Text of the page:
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S Ċ EN E III.
Enter Lady Macbeth, and a Servant.
Lady. Say to the King, I would attend his leisure,
Macb. We have 3 scotch'd the snake, not kill'd it,
Gentle my Lord, Neek o'er your sugged looks,
Macb. So fhall I, love, and so I pray
Lady. You must leave this.
Maib. Oh! full of scorpions is my mind, dear wife, Thou know'st that Banquo and his Fleance +live.
Lady. But in them nature's copy's not eternal.
Macb. There's comfort yet, they are assailable ;
Lady. What's to be done?
Macb. Be innocent of the knowledge, dearest chuck, 'Till thou applaud the deed: come, feeling night, Scarf
the tender eye of pitiful day, And with thy bloody and invisible hand Cancel and tear to pieces that great bond, Whick keeps me pale! Light thickens, and the crow Makes wing to th' rooky wood: Good things of day begin to droop and drowze, Whiles night's black agents to their prey do rowze. Thou marvell’st at my words; but hold thee ftill; Things bad begun, make strong themselves by ill : So pr’ythee go with me.
A Park, the Castle at a distance.
Enter three Murtberers. I Mur.
UT who did bid thee join with us?
3 Mur. Macbeth.
[Speaking to the firft. Our offices, and what we have to do, To the direction just.
1 Mur. Then stand with us. T.
The west yet glimmers with some streaks of day:
To gain the timely inn, and near approaches * The subject of our watch.
3 Mur. Hark, I hear horses.
2 Mur. Then it is he: the rest
· Mur. His horses go about.
3 Mur. Almost a mile:
Enter Banquo and Fleance, with a forch.
Ban. Oh treachery ! Fly, Fleance, fly, fly, fly, Thou may'st revenge. Oh Nave! [Dies. Fleance escapes. 3 Mur. Who did strike out the light?
1 Mur. 5 Give us light
1 Mur. Was't not the way?
3 Mur. There's but one down; the Ton Is fed.
2 Mur. We've lost best half of our affair. 1 Mur. Well, let's away, and lay how much is done
A Room of State in the Castle. A Banquet prepar'd. Enter Macbeth, Lady Macberta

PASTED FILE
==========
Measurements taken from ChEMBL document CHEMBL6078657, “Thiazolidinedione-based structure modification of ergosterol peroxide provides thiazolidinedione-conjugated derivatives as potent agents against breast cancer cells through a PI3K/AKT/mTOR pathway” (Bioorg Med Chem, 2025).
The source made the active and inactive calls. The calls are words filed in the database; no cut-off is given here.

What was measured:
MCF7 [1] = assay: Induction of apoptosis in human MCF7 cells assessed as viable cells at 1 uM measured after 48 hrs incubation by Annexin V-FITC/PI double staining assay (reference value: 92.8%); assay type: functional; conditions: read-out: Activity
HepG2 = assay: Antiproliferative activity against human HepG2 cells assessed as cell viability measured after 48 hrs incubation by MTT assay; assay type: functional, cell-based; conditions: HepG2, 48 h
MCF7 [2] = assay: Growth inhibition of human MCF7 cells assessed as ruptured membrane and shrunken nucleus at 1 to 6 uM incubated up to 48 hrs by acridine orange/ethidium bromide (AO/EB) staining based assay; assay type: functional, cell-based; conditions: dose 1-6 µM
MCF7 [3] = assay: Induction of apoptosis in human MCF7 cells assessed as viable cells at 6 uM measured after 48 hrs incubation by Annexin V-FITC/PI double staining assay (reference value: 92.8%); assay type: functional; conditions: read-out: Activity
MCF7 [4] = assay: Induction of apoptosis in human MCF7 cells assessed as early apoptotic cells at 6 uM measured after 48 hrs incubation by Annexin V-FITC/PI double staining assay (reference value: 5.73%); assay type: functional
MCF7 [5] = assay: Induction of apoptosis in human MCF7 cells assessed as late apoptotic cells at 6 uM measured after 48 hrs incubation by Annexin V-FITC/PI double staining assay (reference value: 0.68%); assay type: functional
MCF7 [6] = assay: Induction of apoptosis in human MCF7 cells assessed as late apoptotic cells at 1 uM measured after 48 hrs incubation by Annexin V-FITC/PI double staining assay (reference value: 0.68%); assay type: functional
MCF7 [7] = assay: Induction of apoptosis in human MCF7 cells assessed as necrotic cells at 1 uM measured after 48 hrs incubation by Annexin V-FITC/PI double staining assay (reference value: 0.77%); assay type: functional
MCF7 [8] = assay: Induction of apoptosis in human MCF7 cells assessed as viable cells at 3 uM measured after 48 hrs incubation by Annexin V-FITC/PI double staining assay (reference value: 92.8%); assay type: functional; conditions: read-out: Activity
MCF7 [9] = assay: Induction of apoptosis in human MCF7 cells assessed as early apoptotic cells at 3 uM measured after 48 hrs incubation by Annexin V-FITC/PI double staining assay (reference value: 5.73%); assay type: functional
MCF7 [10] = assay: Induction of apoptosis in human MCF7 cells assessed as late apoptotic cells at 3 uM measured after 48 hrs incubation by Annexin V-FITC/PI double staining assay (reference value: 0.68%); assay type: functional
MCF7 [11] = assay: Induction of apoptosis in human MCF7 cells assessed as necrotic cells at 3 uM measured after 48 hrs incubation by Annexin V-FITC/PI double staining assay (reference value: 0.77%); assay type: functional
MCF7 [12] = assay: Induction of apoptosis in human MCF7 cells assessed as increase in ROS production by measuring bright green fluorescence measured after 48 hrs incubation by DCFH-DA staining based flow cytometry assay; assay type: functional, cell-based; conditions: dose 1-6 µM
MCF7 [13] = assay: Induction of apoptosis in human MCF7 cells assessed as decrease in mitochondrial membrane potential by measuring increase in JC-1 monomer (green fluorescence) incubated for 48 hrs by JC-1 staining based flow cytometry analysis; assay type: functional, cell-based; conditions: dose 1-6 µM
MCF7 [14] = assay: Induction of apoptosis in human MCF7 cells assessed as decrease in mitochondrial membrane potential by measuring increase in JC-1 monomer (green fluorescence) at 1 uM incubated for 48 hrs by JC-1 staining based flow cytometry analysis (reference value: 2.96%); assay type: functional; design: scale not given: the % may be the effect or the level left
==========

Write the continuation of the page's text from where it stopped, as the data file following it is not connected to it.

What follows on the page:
Roffe, Lenox, Lords, and Attendants. Macb. OU know your own degrees, fit down:
And first and laft, the hearty welcome.
Macb. Our self will mingle with society,
. Lady. Pronounce it for me, Sir, to all our friends. For my heart speaks, they're welcome.
Enter firft Murtberer. Macb. See they encounter thee with their hearts thanks Both sides are even : here I'll fit i'th' midit; Be large in mirth, anon we'll drink a measure The table round There's blood upon thy face.
(To the Murtberer afide at the door. Mur. 'Tis Banquo's then.
Macb. 'Tis better thee without, than him within. Is he dispatch'd ?
Mur, My Lord, his throat is cut, I did that for him.
Macb. Thou are the best of cut-throats; yet he's good, That did the like for Fleance : if thou didft it, Thou art the non-pareil,
Mur, Moft royal Şir, Fleance is 'scap'd.
Macb. Then comes my fit again: I had else been perfect;
Mur. Ay, my 'good Lord: safe in a ditch he bides,
Macb. Thanks for chat;
Lady. My royal Lord, You do not give the cheer; the feast is cold That is not often vouched, while 'tis making, 'Tis giv'n with welcome. To feed, were best at home; From thence, the fawce to meat is ceremony, Meeting were bare without it.
[The Ghoft of Banquo rises, and sits in Macbeth's place.
Macb. Sweet remembrancer!
Len. May't please your Highness fit?
Macb. Here had we now our country's honour roofd,
Rolle. His absence, Sir,
What 7 hear't